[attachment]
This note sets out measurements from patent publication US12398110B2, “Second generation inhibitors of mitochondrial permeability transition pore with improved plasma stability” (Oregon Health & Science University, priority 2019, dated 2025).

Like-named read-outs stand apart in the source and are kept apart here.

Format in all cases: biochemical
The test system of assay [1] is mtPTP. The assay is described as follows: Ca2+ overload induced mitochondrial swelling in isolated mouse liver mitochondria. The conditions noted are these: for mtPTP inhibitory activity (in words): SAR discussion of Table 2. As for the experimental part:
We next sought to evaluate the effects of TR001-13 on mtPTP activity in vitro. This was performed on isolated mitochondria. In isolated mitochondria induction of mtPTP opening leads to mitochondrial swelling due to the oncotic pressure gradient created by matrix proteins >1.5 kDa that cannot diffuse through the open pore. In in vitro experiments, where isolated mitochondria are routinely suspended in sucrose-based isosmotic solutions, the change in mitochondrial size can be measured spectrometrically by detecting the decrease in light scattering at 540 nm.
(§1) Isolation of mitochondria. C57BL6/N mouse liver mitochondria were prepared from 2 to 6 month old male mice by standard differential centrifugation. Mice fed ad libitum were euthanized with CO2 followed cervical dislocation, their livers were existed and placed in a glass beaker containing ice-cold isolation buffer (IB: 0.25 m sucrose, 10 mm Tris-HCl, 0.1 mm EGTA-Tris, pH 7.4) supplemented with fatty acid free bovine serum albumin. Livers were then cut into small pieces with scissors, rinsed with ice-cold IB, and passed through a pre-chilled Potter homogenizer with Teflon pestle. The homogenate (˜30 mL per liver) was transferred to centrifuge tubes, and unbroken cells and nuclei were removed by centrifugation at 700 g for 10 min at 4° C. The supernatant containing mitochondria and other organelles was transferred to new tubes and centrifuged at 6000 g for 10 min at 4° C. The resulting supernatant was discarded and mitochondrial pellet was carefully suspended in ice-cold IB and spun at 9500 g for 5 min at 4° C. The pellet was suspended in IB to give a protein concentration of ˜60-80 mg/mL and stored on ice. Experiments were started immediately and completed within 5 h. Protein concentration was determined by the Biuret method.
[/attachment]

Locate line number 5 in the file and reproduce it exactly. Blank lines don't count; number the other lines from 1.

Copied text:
We next sought to evaluate the effects of TR001-13 on mtPTP activity in vitro. This was performed on isolated mitochondria. In isolated mitochondria induction of mtPTP opening leads to mitochondrial swelling due to the oncotic pressure gradient created by matrix proteins >1.5 kDa that cannot diffuse through the open pore. In in vitro experiments, where isolated mitochondria are routinely suspended in sucrose-based isosmotic solutions, the change in mitochondrial size can be measured spectrometrically by detecting the decrease in light scattering at 540 nm.